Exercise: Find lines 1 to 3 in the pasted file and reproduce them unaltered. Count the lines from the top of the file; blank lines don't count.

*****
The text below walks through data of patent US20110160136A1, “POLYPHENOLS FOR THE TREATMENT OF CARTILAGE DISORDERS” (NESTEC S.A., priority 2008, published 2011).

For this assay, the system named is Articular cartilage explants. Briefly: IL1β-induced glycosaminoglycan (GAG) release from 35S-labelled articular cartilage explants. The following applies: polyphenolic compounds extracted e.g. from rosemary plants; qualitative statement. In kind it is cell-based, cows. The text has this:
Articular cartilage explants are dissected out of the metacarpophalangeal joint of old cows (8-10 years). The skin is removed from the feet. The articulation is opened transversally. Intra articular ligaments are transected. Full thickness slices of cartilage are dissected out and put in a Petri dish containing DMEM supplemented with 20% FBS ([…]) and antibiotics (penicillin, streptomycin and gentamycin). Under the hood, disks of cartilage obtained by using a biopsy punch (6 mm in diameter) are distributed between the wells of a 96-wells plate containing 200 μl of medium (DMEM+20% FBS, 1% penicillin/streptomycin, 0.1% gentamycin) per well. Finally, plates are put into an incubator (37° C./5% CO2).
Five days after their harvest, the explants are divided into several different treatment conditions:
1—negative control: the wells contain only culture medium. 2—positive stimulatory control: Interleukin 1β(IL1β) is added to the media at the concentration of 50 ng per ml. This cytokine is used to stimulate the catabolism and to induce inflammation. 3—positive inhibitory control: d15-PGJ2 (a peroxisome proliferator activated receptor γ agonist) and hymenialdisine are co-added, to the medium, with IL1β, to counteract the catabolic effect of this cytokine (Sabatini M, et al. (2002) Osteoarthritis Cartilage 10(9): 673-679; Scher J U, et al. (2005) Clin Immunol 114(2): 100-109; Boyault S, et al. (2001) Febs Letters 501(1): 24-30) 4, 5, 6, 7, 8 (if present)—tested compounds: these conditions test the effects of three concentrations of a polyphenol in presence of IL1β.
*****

The text below walks through data of patent US20110160136A1, “POLYPHENOLS FOR THE TREATMENT OF CARTILAGE DISORDERS” (NESTEC S.A., priority 2008, published 2011).

For this assay, the system named is Articular cartilage explants. Briefly: IL1β-induced glycosaminoglycan (GAG) release from 35S-labelled articular cartilage explants. The following applies: polyphenolic compounds extracted e.g. from rosemary plants; qualitative statement. In kind it is cell-based, cows. The text has this:
Articular cartilage explants are dissected out of the metacarpophalangeal joint of old cows (8-10 years). The skin is removed from the feet. The articulation is opened transversally. Intra articular ligaments are transected. Full thickness slices of cartilage are dissected out and put in a Petri dish containing DMEM supplemented with 20% FBS ([…]) and antibiotics (penicillin, streptomycin and gentamycin). Under the hood, disks of cartilage obtained by using a biopsy punch (6 mm in diameter) are distributed between the wells of a 96-wells plate containing 200 μl of medium (DMEM+20% FBS, 1% penicillin/streptomycin, 0.1% gentamycin) per well. Finally, plates are put into an incubator (37° C./5% CO2).